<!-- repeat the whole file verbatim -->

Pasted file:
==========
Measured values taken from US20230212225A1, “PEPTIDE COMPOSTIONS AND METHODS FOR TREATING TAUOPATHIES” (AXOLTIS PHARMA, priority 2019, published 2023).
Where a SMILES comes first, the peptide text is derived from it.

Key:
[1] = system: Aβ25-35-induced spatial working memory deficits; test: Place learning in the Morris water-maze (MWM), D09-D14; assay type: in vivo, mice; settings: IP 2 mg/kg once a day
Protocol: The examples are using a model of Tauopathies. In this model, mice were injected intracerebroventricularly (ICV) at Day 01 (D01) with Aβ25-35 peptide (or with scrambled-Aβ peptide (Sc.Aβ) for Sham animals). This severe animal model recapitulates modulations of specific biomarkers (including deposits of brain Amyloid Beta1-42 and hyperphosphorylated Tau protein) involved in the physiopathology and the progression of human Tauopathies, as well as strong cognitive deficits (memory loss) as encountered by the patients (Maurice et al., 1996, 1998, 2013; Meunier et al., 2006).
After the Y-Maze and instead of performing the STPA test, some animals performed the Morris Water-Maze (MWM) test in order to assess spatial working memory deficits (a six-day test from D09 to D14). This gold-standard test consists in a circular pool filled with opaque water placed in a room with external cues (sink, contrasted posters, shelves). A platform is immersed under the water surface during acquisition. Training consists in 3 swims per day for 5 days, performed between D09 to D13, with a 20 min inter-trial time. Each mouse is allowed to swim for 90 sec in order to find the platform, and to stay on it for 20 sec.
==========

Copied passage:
Measured values taken from US20230212225A1, “PEPTIDE COMPOSTIONS AND METHODS FOR TREATING TAUOPATHIES” (AXOLTIS PHARMA, priority 2019, published 2023).
Where a SMILES comes first, the peptide text is derived from it.

Key:
[1] = system: Aβ25-35-induced spatial working memory deficits; test: Place learning in the Morris water-maze (MWM), D09-D14; assay type: in vivo, mice; settings: IP 2 mg/kg once a day
Protocol: The examples are using a model of Tauopathies. In this model, mice were injected intracerebroventricularly (ICV) at Day 01 (D01) with Aβ25-35 peptide (or with scrambled-Aβ peptide (Sc.Aβ) for Sham animals). This severe animal model recapitulates modulations of specific biomarkers (including deposits of brain Amyloid Beta1-42 and hyperphosphorylated Tau protein) involved in the physiopathology and the progression of human Tauopathies, as well as strong cognitive deficits (memory loss) as encountered by the patients (Maurice et al., 1996, 1998, 2013; Meunier et al., 2006).
After the Y-Maze and instead of performing the STPA test, some animals performed the Morris Water-Maze (MWM) test in order to assess spatial working memory deficits (a six-day test from D09 to D14). This gold-standard test consists in a circular pool filled with opaque water placed in a room with external cues (sink, contrasted posters, shelves). A platform is immersed under the water surface during acquisition. Training consists in 3 swims per day for 5 days, performed between D09 to D13, with a 20 min inter-trial time. Each mouse is allowed to swim for 90 sec in order to find the platform, and to stay on it for 20 sec.